Part the Two Hundred Thirty Fourth: By Blood Branded
“Aye,” said Mullins, rolling his shoulders like a storm swell, “I’ve seen Mont Carmel. Boston, Warwick, New Amsterdam, New Amstel, Jamestown. I’ve seen the lot of all the ports up and down the coast.”
“So you’re well traveled in the New World, then?” Hope asked.
“Aye, I’ve seen most all of it. Whether those ports wanted me or not.”
“So how did you get into those ports closed to you?” Samuel asked.
“At night, often rowing in on muffled oars. Lots of souls wanting things they either can’t get or afford.”
“You make your smuggling sound like just another business, sir,” said Hope.
“Well, I don’t so much smuggle myself as much as I make sure a fair deal is struck.”
“And the way you make sure such a deal is struck?”
Mullins took a deep breath and said, “To be honest, I provide the persuasion needed to make sure there is a deal.”
“Fair or otherwise?” Samuel asked.
“Can’t say I don’t try always to bargain from a position of strength. Lost my eye to a ‘gentleman’ who tried to hold back on us in Saint Pierre. So I tend to act, not talk.”
“I can’t see you lasting too long in the càrcel in San Juan,” said de Rojo. “One of the nastiest, foulest places ever built in the world.”
“You seem to have done well there,” Mullins said as he eyed him up and down.
“I only visited there once, to see my uncle Esteban. He was there for fighting with another fisherman, and we came to see him before he was hung.”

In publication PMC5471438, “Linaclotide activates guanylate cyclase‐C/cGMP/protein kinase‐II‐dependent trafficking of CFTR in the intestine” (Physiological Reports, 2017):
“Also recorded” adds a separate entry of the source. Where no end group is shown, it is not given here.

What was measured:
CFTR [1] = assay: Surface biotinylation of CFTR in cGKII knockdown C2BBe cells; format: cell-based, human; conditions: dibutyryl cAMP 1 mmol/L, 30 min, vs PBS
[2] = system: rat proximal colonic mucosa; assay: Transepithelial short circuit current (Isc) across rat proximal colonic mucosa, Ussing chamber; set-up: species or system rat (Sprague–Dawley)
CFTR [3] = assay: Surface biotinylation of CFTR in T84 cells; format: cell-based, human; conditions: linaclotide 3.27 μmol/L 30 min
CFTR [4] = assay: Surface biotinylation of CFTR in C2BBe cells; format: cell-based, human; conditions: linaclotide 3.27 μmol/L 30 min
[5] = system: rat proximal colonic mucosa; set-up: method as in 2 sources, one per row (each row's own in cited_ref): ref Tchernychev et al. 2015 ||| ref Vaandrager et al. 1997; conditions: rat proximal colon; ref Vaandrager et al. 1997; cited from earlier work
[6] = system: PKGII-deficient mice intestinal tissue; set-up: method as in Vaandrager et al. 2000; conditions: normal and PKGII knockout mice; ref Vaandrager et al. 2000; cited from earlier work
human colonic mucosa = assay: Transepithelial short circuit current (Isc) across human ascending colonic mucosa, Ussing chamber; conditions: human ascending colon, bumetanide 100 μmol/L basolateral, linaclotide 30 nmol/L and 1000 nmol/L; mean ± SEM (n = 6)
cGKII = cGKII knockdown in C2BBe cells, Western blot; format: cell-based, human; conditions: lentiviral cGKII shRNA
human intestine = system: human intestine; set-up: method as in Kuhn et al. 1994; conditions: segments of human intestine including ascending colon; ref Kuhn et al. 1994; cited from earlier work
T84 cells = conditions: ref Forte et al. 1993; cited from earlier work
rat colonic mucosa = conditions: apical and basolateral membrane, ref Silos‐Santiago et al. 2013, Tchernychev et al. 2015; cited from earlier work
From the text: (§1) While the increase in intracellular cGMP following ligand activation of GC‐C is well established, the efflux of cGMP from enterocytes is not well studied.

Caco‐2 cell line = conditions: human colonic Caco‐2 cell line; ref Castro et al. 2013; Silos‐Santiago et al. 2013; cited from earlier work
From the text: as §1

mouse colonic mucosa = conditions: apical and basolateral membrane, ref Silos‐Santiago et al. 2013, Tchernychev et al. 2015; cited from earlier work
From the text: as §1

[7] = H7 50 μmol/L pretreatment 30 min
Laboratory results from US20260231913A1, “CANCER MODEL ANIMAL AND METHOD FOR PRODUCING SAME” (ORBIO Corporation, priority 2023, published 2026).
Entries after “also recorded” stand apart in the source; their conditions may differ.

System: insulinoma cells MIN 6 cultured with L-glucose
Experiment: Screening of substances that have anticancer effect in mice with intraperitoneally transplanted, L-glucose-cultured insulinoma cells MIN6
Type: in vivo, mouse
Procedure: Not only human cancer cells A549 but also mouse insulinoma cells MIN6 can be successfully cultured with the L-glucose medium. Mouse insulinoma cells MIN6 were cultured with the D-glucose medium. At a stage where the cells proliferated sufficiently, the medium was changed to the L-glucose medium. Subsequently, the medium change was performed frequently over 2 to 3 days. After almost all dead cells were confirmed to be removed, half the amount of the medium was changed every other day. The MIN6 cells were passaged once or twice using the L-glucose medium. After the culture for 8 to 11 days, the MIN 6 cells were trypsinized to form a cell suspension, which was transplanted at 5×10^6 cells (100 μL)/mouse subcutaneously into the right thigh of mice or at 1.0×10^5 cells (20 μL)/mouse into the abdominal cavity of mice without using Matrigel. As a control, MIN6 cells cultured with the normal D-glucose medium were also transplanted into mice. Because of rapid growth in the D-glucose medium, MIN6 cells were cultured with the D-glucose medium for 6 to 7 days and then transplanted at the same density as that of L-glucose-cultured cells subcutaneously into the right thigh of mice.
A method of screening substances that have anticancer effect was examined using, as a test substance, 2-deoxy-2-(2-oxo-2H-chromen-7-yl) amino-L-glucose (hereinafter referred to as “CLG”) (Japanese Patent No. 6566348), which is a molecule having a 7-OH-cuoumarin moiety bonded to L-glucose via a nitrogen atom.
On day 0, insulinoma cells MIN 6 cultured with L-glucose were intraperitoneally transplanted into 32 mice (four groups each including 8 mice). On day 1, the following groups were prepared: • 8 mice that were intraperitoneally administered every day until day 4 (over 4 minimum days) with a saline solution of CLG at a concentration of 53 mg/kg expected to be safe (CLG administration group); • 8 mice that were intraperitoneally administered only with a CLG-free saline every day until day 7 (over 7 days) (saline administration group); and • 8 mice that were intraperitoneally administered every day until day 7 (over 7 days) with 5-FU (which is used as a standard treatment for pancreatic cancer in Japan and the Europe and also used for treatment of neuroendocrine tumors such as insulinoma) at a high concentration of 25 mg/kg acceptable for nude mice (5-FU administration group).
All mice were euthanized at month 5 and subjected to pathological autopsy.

“The fight, I assume…” Hope trailed.
“Si. My mother, she wanted us seeing him there, that we learn a lesson, that we see what happened to him and not make his mistakes.”
“So when did you make your mistake, lad?” Mullins asked.
“A few years later, there was a cabrón who robbed us blind. My father borrowed from him when times were bad, not knowing that he’d arranged our bad fortune.”
“How did he do that?” Hope asked.
“Cutting the nets at night so that they would break, and fraying lines on the boat. He willingly offered to assist us when catches were bad, but he kept planting the seeds in my father’s mind that the best way to replay the kindness would be to offer him my sister as his bride. And then I caught him one night over the nets; mi volvi loco.”
“And that was the first man you killed,” Mullins stated, not asked.
“Si. I went pirate from there and stayed at sea, unable to return home.”
“And how did you know,” Hope asked Mullins, “that he was a killer?”
“There’s an air about a man,” he replied, giving a brief glance at Charity before continuing, “about any person that’s gotten blood on their hands. One sees it in how they look at you, how they move like lords, knowing full well what they can do now. Having the Mark of Cain upon them, all their fear gone now that they know Death well, makes them stand out from the more innocent. Once you’ve tasted blood, you can tell on sight who else among you knows that taste.”
Hope shuffled nervously, wondering what Mullins must have thought of her innocence…
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